However, he pointed out that there remains a question about what happens when sensitive data finds its way into a model — either through a malicious breach or the unfortunate missteps of a well-intentioned employee.
“Most of the AI companies provide a mechanism for users to request the deletion of their data,” he said, “but questions remain about issues like if or how data deletion would impact any learning that was done on the data prior to deletion.”
ExtraHop researchers also found that an overwhelming majority of respondents (nearly 82%) said they were confident that their organization’s current security stack could protect their organizations against threats from generative AI tools. Yet, the researchers pointed out that 74% plan to invest in gen AI security measures this year.
“Hopefully, those investments don’t come too late,” the researchers quipped.
Needed Insight Lacking
“Organizations are overconfident when it comes to protecting against generative AI security threats,” ExtraHop Senior Sales Engineer Jamie Moles told TechNewsWorld.
He explained that the business sector has had less than a year to fully weigh the risks against the rewards of using generative AI.
“With less than half of respondents making direct investments in technology that helps monitor the use of generative AI, it’s clear a majority may not have the needed insight into how these tools are being used across an organization,” he observed.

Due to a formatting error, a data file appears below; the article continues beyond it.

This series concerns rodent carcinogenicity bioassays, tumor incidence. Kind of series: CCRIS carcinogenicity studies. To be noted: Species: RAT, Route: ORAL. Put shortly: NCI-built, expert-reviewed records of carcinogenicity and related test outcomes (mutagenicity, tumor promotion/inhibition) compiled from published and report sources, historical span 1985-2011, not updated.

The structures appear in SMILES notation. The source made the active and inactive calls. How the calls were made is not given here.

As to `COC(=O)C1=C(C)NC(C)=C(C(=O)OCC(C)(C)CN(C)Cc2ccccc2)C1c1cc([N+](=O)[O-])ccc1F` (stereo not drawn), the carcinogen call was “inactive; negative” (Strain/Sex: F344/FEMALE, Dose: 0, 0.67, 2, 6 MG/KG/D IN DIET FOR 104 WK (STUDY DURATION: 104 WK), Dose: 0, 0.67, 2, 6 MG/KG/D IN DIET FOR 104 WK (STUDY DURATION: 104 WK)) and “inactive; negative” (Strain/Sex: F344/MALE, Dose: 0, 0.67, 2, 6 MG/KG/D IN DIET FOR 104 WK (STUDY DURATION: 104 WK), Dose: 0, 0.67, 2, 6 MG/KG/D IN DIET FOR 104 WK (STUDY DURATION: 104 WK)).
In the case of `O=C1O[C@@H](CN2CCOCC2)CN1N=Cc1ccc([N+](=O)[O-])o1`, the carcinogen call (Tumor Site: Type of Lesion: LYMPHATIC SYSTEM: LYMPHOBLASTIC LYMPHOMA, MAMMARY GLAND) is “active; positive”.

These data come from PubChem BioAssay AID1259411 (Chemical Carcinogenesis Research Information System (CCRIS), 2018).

Moles added that with only 42% of the organizations training users on the safe use of these tools, more security risks are created, as misuse can potentially publicize sensitive information.
“That survey result is likely a manifestation of the respondents’ preoccupation with the many other, less sexy, battlefield-proven techniques bad actors have been using for years that the cybersecurity community has not been able to stop,” said Mike Starr, CEO and founder of trackd, a provider of vulnerability management solutions, in Reston, Va.
“If that same question were asked of them with respect to other attack vectors, the answer would imply much less confidence,” he asserted.
Government Intervention Wanted
Starr also pointed out that there have been very few — if any — documented episodes of security compromises that can be traced directly to the use of generative AI tools.
“Security leaders have enough on their plates combating the time-worn techniques that threat actors continue to use successfully,” he said.
“The corollary to this reality is that the bad guys aren’t exactly being forced to abandon their primary attack vectors in favor of more innovative methods,” he continued. “When you can run the ball up the middle for 10 yards a clip, there’s no motivation to work on a double-reverse flea flicker.”
A sign that IT and security leaders may be desperate for guidance in the AI domain is the survey finding that 90% of the respondents said they wanted the government involved in some way, with 60% in favor of mandatory regulations and 30% in support of government standards that businesses can adopt at their discretion.
“The call for government regulation speaks to the uncharted territory we’re in with generative AI,” Moles explained. “With generative AI still so new, businesses aren’t quite sure how to govern employee use, and with clear guidelines, business leaders may feel more confident when implementing governance and policies for using these tools.”